“It’s a no-win situation,” said Owen Tedford, an analyst with research firm Beacon Policy Advisors. “At the end of day, there won’t be enough to please anybody.”

“Putting tariffs on is always easy; you’re protecting industries,” he added. “But lifting them is always more complicated than people want it to be.”

This week marks the fourth anniversary of the first of four salvoes in the trade war begun by former president Donald Trump that has seen the punitive tariffs levied on some US$370 billion worth of Chinese imports. By law, these started to expire this week.

But the process is mired in minutiae, and some believe even limited rollback progress might happen only shortly before the next virtual meeting between Biden and Chinese President Xi Jinping, which has not been scheduled.

While the Trump administration may have hoped that successive waves of tariffs would prompt Beijing to open its market and reduce its trade surplus, they only appeared to stiffen Beijing’s resolve.

Trump levied tariffs on US$34 billion worth of Chinese imports in July 2018, another US$16 billion in August, an additional US$200 billion in September and on another tranche in 2019, leading to tit-for-tat responses from Beijing.

In recent weeks, a series of hints, floated proposals and arguments that tariff relief could help ease soaring inflation have suggested that Biden was nearing some sort of announcement.

“The biggest problem is that Biden won’t make a decision,” said Bivens Collinson. “The problem is that all these different ideas that have been floated, and each one by someone with an interest in making that happen. It’s sort of a ‘build them and they will come’ mentality.”

One three-point proposal floated in recent weeks would see the administration ease or eliminate tariffs on a relatively small percentage of the affected trade – a figure of US$10 billion has been mentioned – on products that resonate with middle-class voters, such as back-to-school items or clothing.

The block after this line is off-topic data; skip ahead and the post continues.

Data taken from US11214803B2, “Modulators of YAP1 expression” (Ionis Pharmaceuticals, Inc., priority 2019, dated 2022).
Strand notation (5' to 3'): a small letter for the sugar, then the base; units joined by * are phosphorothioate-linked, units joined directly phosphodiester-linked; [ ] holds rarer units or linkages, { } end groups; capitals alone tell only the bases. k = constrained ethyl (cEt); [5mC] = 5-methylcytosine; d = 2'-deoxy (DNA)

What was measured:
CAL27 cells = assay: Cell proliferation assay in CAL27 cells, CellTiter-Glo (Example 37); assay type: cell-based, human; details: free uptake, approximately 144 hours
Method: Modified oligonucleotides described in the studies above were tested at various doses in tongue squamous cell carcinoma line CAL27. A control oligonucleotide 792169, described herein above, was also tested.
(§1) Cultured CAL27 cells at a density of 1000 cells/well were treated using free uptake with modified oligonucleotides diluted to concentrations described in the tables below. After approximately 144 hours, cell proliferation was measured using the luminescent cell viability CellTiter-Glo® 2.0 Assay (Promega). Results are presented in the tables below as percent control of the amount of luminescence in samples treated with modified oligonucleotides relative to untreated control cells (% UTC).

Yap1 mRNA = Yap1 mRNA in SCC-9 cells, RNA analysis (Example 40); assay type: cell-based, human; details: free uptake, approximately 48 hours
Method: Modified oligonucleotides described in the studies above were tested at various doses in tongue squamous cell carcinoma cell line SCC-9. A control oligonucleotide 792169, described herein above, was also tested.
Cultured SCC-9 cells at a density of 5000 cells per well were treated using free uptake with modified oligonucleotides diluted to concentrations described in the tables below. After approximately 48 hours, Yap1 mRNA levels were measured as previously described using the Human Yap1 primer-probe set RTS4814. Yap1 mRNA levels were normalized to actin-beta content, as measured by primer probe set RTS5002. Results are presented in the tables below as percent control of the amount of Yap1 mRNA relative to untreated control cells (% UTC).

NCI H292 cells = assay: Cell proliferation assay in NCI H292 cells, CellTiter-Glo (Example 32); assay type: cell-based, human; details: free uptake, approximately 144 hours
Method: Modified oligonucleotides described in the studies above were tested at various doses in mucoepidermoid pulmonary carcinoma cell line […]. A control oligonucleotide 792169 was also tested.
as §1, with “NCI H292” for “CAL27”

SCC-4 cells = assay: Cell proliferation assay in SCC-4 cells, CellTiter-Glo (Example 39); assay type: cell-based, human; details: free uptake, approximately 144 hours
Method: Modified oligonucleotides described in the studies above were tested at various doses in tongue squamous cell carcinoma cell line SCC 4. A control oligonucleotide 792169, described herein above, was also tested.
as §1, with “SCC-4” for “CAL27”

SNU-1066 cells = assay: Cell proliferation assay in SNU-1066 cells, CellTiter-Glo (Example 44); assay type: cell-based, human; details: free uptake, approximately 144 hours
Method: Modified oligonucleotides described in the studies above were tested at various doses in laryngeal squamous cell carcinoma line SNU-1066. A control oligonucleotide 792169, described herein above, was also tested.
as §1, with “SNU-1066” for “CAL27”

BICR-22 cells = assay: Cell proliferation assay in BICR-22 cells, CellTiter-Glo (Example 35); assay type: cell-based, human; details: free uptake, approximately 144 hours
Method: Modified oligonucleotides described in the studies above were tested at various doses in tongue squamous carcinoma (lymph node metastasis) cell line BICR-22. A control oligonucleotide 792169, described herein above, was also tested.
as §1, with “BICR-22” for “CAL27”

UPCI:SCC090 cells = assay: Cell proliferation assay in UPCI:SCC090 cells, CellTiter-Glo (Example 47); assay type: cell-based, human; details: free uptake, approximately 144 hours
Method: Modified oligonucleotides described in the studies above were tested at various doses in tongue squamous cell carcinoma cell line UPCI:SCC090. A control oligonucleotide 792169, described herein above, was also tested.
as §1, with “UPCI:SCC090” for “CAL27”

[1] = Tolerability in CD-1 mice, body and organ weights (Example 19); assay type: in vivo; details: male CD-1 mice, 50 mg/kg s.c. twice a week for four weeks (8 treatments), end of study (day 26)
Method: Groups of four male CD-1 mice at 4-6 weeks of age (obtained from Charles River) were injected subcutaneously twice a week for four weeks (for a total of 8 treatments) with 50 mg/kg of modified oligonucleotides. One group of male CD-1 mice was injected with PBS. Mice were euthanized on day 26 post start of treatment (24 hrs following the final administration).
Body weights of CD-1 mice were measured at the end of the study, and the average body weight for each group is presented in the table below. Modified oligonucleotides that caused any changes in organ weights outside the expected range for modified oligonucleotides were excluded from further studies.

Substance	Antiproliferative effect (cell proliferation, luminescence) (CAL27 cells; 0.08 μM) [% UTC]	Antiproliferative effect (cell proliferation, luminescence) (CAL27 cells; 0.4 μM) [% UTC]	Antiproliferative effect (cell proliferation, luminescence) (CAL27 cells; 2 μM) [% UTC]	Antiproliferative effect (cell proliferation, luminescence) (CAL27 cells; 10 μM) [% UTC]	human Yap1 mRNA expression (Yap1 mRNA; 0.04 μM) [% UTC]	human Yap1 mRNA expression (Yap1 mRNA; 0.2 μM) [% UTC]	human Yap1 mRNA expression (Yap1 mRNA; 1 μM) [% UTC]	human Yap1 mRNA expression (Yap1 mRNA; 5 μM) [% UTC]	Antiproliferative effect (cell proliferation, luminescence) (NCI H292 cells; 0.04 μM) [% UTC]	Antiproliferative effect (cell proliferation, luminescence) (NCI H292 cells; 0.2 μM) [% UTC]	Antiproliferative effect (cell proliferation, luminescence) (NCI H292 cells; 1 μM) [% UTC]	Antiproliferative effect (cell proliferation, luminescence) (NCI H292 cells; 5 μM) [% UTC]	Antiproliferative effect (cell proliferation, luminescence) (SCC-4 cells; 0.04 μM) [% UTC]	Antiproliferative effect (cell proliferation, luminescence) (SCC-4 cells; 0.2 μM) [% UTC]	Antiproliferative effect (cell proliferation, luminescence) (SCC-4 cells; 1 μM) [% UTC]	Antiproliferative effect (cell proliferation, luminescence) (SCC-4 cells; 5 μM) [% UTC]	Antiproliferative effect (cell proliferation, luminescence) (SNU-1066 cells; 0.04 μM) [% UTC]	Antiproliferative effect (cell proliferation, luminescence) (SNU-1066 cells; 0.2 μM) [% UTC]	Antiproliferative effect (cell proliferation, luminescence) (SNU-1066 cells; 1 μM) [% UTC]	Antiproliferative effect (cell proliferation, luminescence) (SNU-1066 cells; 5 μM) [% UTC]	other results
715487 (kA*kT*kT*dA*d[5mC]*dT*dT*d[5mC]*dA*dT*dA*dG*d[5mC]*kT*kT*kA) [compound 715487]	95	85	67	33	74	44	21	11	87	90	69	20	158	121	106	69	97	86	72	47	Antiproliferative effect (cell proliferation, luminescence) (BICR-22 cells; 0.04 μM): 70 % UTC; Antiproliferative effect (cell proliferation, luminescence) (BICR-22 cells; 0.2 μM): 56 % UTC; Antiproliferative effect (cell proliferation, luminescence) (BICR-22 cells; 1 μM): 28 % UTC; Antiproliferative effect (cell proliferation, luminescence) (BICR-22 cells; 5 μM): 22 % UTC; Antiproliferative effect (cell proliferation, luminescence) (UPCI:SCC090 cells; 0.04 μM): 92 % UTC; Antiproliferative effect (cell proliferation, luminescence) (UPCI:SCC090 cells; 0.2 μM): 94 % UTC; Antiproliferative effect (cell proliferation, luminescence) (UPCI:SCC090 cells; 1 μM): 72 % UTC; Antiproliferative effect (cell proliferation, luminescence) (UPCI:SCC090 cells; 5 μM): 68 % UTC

As outlined, this would be paired with procedures that would make it relatively easy for labour and industry groups to oppose sanctions relief – essentially by filing exemption requests – on much of the remaining US$300 billion plus in affected Chinese imports.

The authors of these exemption requests – which already total some 400 on the website of the US Trade Representative’s Office – are not identified publicly, although some industry groups have spoken out in favour or against keeping the tariffs in place.

US Treasury Secretary Janet Yellen, speaking during a naturalisation ceremony at George Washington’s home in Mount Vernon, Virginia, on July 4, also held a virtual meeting with Chinese Vice-Premier Liu He this week. Photo: AFP

A third plank would see Washington alter its trade rules to focus more on national security than economic damage in limiting or taxing Chinese imports under a section of trade law known as Section 301.

“If they go ahead and do a limited rollback, and have this exclusion process and this new 301 national security focus, I’m not sure it’s going to be welcomed by the Chinese,” said a former US trade official who requested anonymity because of continuing work with the administration.

“I think they will push back on the 301 provisions and will think the US is giving with one hand and taking with the other.”

Analysts added that a key administration justification, that tariff relief will help ease upward pressure on prices – US inflation rose 8.6 per cent in May, a 40-year high, angering voters – is more political than economic given the relatively small amounts under consideration.

“I don’t know if it will translate into people’s pocketbooks by November,” even if a decision is reached soon, said Tedford. “If we did this back in January, and this was the second round of relief, it might be a different story.”

Author: Mark Magnier, SCMP